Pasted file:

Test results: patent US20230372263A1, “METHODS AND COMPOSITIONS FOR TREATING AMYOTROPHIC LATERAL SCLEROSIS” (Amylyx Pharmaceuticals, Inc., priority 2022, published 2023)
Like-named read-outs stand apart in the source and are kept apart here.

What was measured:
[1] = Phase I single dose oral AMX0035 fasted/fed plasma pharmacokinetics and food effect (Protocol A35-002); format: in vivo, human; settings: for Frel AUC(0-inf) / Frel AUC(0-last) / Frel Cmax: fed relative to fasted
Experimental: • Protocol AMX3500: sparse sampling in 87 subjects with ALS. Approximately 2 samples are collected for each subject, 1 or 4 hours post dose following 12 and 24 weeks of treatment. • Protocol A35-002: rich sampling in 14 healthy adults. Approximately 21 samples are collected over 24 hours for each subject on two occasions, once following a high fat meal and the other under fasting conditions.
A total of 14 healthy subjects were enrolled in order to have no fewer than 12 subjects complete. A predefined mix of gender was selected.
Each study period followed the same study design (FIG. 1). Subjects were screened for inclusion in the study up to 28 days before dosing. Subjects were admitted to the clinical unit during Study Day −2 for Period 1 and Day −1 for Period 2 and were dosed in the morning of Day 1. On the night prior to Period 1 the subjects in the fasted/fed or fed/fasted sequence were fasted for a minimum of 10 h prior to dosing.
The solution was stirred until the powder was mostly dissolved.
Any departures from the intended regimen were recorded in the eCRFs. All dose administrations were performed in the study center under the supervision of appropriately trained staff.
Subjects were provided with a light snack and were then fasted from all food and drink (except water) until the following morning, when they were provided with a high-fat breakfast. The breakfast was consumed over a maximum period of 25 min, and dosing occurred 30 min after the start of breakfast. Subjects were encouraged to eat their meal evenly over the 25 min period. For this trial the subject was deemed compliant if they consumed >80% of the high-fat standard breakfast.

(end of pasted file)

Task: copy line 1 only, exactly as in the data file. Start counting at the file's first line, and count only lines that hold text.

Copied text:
Test results: patent US20230372263A1, “METHODS AND COMPOSITIONS FOR TREATING AMYOTROPHIC LATERAL SCLEROSIS” (Amylyx Pharmaceuticals, Inc., priority 2022, published 2023)